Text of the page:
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The Medieval March of Wales: The Creation And Perception Of A Frontier, 1066–1283 (Cambridge Studies in Medieval Life and Thought: Fourth Series) Paperback – 23 Jan 2014

4.0 out of 5 stars 3 customer reviews

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  • The Medieval March of Wales: The Creation And Perception Of A Frontier, 1066–1283 (Cambridge Studies in Medieval Life and Thought: Fourth Series)
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  • The Age of Conquest: Wales 1063-1415 (Oxford History of Wales, 2): Age of Conquest - Wales, 1063-1415 Vol 2
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Product details

  • Paperback: 310 pages
  • Publisher: Cambridge University Press (23 Jan. 2014)
  • Language: English
  • ISBN-10: 1107650046
  • ISBN-13: 978-1107650046
  • Product Dimensions: 15.2 x 1.6 x 22.9 cm
  • Average Customer Review: 4.0 out of 5 stars  See all reviews (3 customer reviews)
  • Amazon Bestsellers Rank: 55,094 in Books (See Top 100 in Books)
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Product description

Review

"...a positive contribution to our knowledge and understanding of the Welsh Marches, and will spur further debate on medieval concepts of the frontier." -Peter L. Larson, Canadian Journal of History

Book Description

Examining the making of the medieval borderland, the March of Wales, and the crucial role its lords played in the politics of medieval Britain between the Norman conquest of England of 1066 and the English conquest of Wales in 1283, this book makes a significant contribution to frontier studies.

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Format: Hardcover Verified Purchase
A most interesting and perceptive study of the origins of the March of Wales, packed with information and detail about the border in the medieval period.
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Format: Paperback
I think the write up on the back of the book clearly implies that a certain level of understanding or background knowledge would be advantageous to the reader. Its not dust and dry by any measure but i cannot imagine it being particularly interesting or easy going for a reader with little or no knowledge of the Powysian/Salopian border in this period. The book does offer a valuable insight into the 'Marchia Wallie' and how its development in Western Shropshire appears to have been rolled out, so to speak, across other border shires and conquered cantrefs. The development of a border aristocracy is stimulating and thought provoking in that it makes a clear distinction between the power and role of the elite families on the border before and after the fall of the Earl of Shrewsbury in 1102. All in all its a good read but the subject matter does make it less a page turner than most would hope for.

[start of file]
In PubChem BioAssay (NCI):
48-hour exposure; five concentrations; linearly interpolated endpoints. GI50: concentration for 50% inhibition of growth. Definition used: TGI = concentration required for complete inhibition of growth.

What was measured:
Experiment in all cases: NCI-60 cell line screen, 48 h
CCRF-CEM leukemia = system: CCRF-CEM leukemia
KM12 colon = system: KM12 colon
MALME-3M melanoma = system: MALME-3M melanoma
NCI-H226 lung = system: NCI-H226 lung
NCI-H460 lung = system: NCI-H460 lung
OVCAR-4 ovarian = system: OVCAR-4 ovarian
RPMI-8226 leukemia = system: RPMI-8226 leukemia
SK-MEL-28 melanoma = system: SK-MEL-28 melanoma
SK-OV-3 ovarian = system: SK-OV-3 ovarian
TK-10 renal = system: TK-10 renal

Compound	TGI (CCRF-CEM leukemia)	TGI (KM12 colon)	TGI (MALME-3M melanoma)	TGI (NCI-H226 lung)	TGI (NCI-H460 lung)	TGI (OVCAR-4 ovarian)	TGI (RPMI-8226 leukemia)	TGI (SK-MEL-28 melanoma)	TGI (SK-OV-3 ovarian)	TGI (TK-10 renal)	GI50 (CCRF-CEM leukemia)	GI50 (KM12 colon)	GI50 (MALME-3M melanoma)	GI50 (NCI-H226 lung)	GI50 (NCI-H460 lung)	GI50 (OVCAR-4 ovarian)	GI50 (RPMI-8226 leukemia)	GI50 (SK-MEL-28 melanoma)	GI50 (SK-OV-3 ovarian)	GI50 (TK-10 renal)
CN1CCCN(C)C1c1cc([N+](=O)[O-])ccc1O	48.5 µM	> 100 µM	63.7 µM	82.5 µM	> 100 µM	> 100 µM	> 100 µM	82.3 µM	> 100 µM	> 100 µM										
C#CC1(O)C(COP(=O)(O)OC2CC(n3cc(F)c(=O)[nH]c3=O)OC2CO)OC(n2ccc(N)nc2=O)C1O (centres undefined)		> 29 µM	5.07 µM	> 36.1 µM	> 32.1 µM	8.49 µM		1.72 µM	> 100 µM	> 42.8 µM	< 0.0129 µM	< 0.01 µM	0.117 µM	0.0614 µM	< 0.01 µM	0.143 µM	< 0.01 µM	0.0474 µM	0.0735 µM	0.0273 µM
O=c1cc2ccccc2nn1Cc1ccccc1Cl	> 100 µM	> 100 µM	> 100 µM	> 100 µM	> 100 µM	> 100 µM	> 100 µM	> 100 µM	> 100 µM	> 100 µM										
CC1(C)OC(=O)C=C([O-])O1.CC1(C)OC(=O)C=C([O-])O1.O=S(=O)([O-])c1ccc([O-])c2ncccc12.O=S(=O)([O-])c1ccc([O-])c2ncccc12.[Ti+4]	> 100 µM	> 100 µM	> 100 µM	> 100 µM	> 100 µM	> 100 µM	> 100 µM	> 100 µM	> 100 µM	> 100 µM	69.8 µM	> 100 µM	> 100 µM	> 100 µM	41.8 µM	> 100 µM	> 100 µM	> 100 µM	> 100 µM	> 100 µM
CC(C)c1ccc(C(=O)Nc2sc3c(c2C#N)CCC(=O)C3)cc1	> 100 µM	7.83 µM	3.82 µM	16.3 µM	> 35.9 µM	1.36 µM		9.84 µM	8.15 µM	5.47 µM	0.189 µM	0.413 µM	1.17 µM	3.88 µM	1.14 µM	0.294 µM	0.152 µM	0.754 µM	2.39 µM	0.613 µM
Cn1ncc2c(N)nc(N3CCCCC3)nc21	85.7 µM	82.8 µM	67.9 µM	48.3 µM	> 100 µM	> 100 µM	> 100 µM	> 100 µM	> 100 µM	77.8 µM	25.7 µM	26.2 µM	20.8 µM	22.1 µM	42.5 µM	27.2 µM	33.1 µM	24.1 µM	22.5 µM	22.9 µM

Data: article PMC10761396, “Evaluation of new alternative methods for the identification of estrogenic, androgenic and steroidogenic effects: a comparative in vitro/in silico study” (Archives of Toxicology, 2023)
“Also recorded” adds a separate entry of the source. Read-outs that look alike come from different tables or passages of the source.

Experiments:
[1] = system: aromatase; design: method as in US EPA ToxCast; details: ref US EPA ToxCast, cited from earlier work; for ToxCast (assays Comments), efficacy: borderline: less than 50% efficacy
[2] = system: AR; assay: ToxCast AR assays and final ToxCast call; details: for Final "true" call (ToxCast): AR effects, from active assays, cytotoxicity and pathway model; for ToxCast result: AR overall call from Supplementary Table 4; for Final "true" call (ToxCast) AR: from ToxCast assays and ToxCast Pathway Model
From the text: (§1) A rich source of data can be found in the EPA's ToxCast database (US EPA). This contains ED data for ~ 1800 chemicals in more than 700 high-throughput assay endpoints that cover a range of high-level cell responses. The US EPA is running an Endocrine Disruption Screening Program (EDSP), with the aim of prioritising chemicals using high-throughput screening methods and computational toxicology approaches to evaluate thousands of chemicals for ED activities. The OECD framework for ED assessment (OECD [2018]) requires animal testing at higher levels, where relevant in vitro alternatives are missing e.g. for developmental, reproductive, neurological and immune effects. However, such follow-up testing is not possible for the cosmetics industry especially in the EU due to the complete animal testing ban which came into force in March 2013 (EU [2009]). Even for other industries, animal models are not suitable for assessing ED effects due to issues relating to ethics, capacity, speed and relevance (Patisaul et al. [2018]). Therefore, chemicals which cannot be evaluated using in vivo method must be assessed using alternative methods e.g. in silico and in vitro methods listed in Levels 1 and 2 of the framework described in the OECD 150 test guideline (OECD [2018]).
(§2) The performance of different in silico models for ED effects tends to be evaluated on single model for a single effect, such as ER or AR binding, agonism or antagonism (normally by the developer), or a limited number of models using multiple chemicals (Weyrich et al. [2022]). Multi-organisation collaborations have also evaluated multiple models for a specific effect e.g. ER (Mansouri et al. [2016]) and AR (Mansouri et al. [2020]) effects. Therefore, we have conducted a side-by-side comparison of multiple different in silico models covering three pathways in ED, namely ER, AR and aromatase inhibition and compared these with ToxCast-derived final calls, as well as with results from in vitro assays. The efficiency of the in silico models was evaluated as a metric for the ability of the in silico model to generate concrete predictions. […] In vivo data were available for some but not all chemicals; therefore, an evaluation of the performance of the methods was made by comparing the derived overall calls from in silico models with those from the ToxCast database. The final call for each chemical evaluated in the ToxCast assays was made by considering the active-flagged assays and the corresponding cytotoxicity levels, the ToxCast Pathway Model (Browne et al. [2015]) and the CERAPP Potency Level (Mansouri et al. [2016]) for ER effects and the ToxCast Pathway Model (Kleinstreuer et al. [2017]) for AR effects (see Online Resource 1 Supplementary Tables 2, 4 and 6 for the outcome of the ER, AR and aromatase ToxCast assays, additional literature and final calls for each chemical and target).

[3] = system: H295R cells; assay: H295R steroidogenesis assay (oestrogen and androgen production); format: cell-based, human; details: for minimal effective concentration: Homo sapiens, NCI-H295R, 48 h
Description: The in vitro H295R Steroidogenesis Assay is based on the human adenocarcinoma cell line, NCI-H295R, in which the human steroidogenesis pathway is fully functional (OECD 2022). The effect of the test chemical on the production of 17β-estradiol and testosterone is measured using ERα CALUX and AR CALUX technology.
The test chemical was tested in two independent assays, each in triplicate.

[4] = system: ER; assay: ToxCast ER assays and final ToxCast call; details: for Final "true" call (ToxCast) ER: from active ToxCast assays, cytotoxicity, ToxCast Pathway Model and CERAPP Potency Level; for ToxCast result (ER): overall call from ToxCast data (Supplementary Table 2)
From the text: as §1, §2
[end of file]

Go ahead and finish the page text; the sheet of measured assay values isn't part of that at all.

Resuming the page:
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Format: Paperback
This book is a rather heavy academic read, with most of its 30 maps making little sense due to their small size, black and white printing, and poor labelling. Max Lieberman is described as a post-doctoral researcher and unfortunately the book gives the impression of having been written from that perspective, rather than one of informing and engaging its readership. Far too frequently, for my taste, the book also becomes self-referential - proposals and conjecture in its early chapters appear to have morphed into unassailable facts by the time we reach the end pages. The so-called "selected bibliography" stretches to more than 20 pages of works by a huge number of writers (not all of whom shared necessarily the same conclusions). To some extent we should probably be grateful to Max Lieberman for attempting to navigate a single line path through the moving tapestry that was the medieval March of Wales. But there is a huge abyss in this work: the commoners. While overlordship was an undeniable feature of post-Norman medieval society in England, it was not reckoned the same under Welsh law. Land tenure and rights of freedom were part of the struggle between the different cultures, so it is disconcerting to see this topic not proportionately raised. Max has also made no significant exploration here of the geographical features, such as hills and forest, which might have contributed to the region's fortunes and frontier's demarcation. This book could provide some useful grist to those who already have a strong familiarity with its subject, but I'd look elsewhere for an introductory view. Physically, it also seems that the book was one of those print-on-demand jobs, so its cover is very thin and the laminate started to peel almost immediately I started to read.
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